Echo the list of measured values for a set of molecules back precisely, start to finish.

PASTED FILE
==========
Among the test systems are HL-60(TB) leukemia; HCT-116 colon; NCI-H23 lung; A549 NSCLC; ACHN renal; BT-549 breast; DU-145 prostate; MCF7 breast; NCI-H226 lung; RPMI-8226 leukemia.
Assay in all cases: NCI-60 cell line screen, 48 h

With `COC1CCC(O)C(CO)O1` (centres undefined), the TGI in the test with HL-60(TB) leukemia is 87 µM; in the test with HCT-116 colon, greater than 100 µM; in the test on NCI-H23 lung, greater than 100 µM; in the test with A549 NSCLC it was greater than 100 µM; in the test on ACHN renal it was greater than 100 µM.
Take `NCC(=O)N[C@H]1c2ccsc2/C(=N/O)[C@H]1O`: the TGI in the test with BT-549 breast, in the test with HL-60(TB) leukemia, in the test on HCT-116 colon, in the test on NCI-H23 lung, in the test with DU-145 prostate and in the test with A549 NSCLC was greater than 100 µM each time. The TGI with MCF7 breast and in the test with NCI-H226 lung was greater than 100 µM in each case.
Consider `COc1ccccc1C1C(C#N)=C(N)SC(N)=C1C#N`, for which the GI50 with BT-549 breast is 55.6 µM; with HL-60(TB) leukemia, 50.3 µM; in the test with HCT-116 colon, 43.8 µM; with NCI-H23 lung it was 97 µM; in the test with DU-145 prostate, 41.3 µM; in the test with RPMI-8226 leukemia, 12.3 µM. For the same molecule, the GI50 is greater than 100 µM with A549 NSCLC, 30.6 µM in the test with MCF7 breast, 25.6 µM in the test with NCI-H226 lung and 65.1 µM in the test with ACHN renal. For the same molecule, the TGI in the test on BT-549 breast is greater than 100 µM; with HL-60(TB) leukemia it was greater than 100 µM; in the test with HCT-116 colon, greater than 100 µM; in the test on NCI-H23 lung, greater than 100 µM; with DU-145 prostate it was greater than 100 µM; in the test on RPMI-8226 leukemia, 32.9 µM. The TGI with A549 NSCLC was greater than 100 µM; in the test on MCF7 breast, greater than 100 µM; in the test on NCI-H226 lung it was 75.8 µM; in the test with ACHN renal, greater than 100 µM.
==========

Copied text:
Among the test systems are HL-60(TB) leukemia; HCT-116 colon; NCI-H23 lung; A549 NSCLC; ACHN renal; BT-549 breast; DU-145 prostate; MCF7 breast; NCI-H226 lung; RPMI-8226 leukemia.
Assay in all cases: NCI-60 cell line screen, 48 h

With `COC1CCC(O)C(CO)O1` (centres undefined), the TGI in the test with HL-60(TB) leukemia is 87 µM; in the test with HCT-116 colon, greater than 100 µM; in the test on NCI-H23 lung, greater than 100 µM; in the test with A549 NSCLC it was greater than 100 µM; in the test on ACHN renal it was greater than 100 µM.
Take `NCC(=O)N[C@H]1c2ccsc2/C(=N/O)[C@H]1O`: the TGI in the test with BT-549 breast, in the test with HL-60(TB) leukemia, in the test on HCT-116 colon, in the test on NCI-H23 lung, in the test with DU-145 prostate and in the test with A549 NSCLC was greater than 100 µM each time. The TGI with MCF7 breast and in the test with NCI-H226 lung was greater than 100 µM in each case.
Consider `COc1ccccc1C1C(C#N)=C(N)SC(N)=C1C#N`, for which the GI50 with BT-549 breast is 55.6 µM; with HL-60(TB) leukemia, 50.3 µM; in the test with HCT-116 colon, 43.8 µM; with NCI-H23 lung it was 97 µM; in the test with DU-145 prostate, 41.3 µM; in the test with RPMI-8226 leukemia, 12.3 µM. For the same molecule, the GI50 is greater than 100 µM with A549 NSCLC, 30.6 µM in the test with MCF7 breast, 25.6 µM in the test with NCI-H226 lung and 65.1 µM in the test with ACHN renal. For the same molecule, the TGI in the test on BT-549 breast is greater than 100 µM; with HL-60(TB) leukemia it was greater than 100 µM; in the test with HCT-116 colon, greater than 100 µM; in the test on NCI-H23 lung, greater than 100 µM; with DU-145 prostate it was greater than 100 µM; in the test on RPMI-8226 leukemia, 32.9 µM. The TGI with A549 NSCLC was greater than 100 µM; in the test on MCF7 breast, greater than 100 µM; in the test on NCI-H226 lung it was 75.8 µM; in the test with ACHN renal, greater than 100 µM.